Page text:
The case for professionalising and validating medical leadership

I recently attended the Faculty of Medical Leadership and Management (FMLM)’s third national conference at which about 400 delegates (mostly doctors) examined the future challenges for medical leaders and managers in the NHS and private health care. 

At the event, FMLM launched the latest results from their consultation exercise on setting professional standards for doctors in medical leadership and management roles. Niall Dixon, Chief Executive of the General Medical Council (GMC), praised the standards stating that they were congruent with the GMC’s Good medical practice

One of the priorities of our own medical leadership work is to support those attracted to medical leadership and management, recognising that this role has many challenges associated with it. We believe that one way of encouraging medical leaders is to give them the same professional status that the medical profession gives to education, training and clinical practice.

The FMLM standards will formalise and define good practice for all doctors including GPs, secondary care specialists and those currently in training. As Sir Bruce Keogh reminded the conference, though, the standards on their own do little to improve patient care unless they are implemented and recognised by the profession they are intended to serve.

Our task is to gain commitment from doctors at all levels to build on these standards and bring them to life. Dr Kirkup’s report into maternity and neonatal services at Morecambe Bay and its recommendations around clinical leadership reinforce the importance of integrating them with the standards we deem acceptable for all professionals providing care. Our work on revalidation cautioned against driving compliance and suggested instead that seeking commitment by focusing on what doctors are minded to do ‘when no one is watching’ reaps longer-term culture change.

The launch of the standards has reinforced the importance of providing leadership development and mentorship. You and I and others know that the quality of leadership in an organisation at all levels determines the culture in which care is provided and received. However, a new report also launched at the FMLM conference, Leadership and leadership development in health care, shows that we do not currently have the body of evidence required to support this view.

Doctors are taught to examine the evidence base in their clinical work, and without great leadership much of the innovation in medicine that originated in the UK would not have been developed. The response to this report has highlighted the importance of measuring the impact of leadership development and being able to demonstrate its effectiveness. Leadership is not an easy thing to quantify but that does not mean that we shouldn’t try.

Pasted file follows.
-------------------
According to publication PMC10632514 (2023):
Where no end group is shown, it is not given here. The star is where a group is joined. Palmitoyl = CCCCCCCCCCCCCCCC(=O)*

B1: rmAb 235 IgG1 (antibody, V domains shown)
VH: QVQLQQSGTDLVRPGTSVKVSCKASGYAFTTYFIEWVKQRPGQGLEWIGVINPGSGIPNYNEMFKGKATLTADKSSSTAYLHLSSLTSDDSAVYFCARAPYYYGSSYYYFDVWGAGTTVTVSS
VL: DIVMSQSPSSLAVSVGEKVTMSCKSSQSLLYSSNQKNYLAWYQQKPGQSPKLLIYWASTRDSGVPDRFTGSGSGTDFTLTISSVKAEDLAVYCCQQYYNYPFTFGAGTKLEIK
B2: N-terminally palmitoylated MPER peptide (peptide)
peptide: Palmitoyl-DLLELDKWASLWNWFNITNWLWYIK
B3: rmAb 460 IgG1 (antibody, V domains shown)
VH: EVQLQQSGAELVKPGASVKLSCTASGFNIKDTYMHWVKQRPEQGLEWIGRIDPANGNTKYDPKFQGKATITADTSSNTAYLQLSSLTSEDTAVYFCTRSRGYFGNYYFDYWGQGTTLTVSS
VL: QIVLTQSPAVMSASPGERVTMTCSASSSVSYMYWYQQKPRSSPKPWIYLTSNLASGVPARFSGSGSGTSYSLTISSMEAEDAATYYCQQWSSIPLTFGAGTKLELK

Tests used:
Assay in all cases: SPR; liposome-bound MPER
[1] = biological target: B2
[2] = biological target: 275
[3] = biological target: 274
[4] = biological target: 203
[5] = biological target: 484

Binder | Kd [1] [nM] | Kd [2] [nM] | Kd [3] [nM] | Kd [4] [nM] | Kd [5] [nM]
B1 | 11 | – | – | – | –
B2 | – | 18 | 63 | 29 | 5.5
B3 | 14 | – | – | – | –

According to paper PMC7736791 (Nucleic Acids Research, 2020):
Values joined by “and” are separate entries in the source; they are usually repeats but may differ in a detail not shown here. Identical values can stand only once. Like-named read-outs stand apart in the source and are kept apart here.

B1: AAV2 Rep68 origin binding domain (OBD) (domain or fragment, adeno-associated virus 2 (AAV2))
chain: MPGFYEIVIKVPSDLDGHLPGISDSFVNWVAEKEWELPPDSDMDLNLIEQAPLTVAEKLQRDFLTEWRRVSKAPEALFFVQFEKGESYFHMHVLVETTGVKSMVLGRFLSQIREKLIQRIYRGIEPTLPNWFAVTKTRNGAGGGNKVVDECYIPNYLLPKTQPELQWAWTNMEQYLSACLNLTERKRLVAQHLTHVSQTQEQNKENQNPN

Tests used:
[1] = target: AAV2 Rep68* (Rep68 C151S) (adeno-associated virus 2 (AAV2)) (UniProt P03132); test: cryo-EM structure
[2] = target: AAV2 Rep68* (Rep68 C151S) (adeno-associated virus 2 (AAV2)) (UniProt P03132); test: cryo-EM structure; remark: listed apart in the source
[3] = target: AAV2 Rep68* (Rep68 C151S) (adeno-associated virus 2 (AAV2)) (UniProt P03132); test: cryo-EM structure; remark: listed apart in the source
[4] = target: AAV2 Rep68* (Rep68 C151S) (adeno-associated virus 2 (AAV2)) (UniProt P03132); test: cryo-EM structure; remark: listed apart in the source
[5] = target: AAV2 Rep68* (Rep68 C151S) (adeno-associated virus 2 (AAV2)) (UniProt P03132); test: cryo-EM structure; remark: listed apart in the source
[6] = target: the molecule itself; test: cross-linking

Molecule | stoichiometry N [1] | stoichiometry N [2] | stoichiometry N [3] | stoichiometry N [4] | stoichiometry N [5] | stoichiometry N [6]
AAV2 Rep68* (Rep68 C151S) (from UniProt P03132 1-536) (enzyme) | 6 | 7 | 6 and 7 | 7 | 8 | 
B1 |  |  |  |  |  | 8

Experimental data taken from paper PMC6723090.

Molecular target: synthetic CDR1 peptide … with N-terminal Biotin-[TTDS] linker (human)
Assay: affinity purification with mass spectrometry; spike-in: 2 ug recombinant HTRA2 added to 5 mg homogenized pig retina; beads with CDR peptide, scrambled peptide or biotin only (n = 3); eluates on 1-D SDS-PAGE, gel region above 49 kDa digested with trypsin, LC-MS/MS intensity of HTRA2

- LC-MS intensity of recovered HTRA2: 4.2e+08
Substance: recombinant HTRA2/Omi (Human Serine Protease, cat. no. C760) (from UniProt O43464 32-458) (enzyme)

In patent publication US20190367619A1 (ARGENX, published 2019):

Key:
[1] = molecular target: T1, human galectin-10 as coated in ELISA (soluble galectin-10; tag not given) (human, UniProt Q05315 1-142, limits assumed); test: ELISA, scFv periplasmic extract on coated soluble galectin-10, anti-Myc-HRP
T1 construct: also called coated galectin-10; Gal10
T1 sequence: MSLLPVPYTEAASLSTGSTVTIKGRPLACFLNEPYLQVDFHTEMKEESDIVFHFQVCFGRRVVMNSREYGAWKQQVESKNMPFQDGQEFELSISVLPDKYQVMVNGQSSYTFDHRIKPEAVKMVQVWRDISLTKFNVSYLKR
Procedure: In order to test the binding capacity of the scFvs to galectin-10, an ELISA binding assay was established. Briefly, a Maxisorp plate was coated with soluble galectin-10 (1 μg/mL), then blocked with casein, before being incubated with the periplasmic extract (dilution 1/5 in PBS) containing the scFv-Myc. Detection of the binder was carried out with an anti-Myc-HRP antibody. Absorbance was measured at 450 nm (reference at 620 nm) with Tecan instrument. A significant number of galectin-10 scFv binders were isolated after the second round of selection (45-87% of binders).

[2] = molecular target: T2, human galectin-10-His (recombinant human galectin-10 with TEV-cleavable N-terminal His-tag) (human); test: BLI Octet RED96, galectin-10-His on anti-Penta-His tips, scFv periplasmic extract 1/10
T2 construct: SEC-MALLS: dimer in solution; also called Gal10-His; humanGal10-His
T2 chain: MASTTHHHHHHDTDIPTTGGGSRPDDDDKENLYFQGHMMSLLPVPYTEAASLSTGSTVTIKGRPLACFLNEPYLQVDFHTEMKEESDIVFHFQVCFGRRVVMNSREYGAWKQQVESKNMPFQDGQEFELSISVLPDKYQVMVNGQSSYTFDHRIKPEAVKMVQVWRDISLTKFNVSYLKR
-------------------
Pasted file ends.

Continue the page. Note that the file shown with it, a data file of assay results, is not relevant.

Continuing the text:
The question this raises for me is to what extent are we encouraging clinicians in a leadership role to examine and reflect on their decision-making process and their management style when they are at their best and at their worst? It is just as important to know what it is that stimulates you to a positive outcome as it is to understand what leads you to take a course of action you later consider ill advised.

The ability to shape social situations (sometimes referred to as reflexivity) is not always something that we notice at the time; it is often only appreciated after a leader has gone, but it remains important to develop this skill in our medical leaders.

All this reminds me of the cohort we call ‘the emerging leaders in medicine’, many of whom are members of FMLM. They have an energy and a passion that we need to keep ignited by supporting them throughout their careers. They are entering the workforce in greater numbers, with more women coming through medicine than ever before. From seeing their peers in other industries and organisations, this cohort have expectations of more choice in how their career is designed and more variety – and they want it now.

If we take away only one key message from the FMLM conference it is that leaders in health and care must clear the path and make room for this cohort. At the launch of the NHS Five Year Forward View, Don Berwick reminded us of the importance of his ‘triple aim’ (improving the patient experience of care, improving the health of populations and reducing the per capita cost of health care). Achieving this triple aim is the goal we are assigning to these emerging leaders; our responsibility is to develop and support them in this.

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Comments

#543289 Mahir Al-Rawi
consultant surgeon
BCUHB